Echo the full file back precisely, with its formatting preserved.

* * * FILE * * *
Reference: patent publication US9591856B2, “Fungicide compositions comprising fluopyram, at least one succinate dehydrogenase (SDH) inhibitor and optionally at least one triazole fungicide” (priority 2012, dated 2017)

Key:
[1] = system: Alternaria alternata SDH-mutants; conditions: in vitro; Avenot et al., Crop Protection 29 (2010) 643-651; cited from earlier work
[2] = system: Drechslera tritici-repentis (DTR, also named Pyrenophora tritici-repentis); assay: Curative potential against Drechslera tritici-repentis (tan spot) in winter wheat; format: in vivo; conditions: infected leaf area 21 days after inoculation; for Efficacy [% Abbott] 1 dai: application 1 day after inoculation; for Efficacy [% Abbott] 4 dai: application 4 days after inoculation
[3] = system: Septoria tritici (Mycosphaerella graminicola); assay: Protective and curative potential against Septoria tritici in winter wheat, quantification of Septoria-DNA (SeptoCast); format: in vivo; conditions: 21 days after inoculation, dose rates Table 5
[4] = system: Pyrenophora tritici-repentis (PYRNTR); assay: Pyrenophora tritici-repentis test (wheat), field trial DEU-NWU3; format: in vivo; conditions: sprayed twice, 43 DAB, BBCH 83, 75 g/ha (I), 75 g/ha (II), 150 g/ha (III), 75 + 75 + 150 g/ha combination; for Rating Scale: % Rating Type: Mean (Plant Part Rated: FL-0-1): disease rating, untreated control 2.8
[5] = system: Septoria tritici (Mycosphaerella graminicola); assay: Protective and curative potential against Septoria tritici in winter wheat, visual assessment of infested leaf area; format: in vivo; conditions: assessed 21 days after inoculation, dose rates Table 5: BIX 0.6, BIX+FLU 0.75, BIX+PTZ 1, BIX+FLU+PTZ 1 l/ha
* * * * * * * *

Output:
Reference: patent publication US9591856B2, “Fungicide compositions comprising fluopyram, at least one succinate dehydrogenase (SDH) inhibitor and optionally at least one triazole fungicide” (priority 2012, dated 2017)

Key:
[1] = system: Alternaria alternata SDH-mutants; conditions: in vitro; Avenot et al., Crop Protection 29 (2010) 643-651; cited from earlier work
[2] = system: Drechslera tritici-repentis (DTR, also named Pyrenophora tritici-repentis); assay: Curative potential against Drechslera tritici-repentis (tan spot) in winter wheat; format: in vivo; conditions: infected leaf area 21 days after inoculation; for Efficacy [% Abbott] 1 dai: application 1 day after inoculation; for Efficacy [% Abbott] 4 dai: application 4 days after inoculation
[3] = system: Septoria tritici (Mycosphaerella graminicola); assay: Protective and curative potential against Septoria tritici in winter wheat, quantification of Septoria-DNA (SeptoCast); format: in vivo; conditions: 21 days after inoculation, dose rates Table 5
[4] = system: Pyrenophora tritici-repentis (PYRNTR); assay: Pyrenophora tritici-repentis test (wheat), field trial DEU-NWU3; format: in vivo; conditions: sprayed twice, 43 DAB, BBCH 83, 75 g/ha (I), 75 g/ha (II), 150 g/ha (III), 75 + 75 + 150 g/ha combination; for Rating Scale: % Rating Type: Mean (Plant Part Rated: FL-0-1): disease rating, untreated control 2.8
[5] = system: Septoria tritici (Mycosphaerella graminicola); assay: Protective and curative potential against Septoria tritici in winter wheat, visual assessment of infested leaf area; format: in vivo; conditions: assessed 21 days after inoculation, dose rates Table 5: BIX 0.6, BIX+FLU 0.75, BIX+PTZ 1, BIX+FLU+PTZ 1 l/ha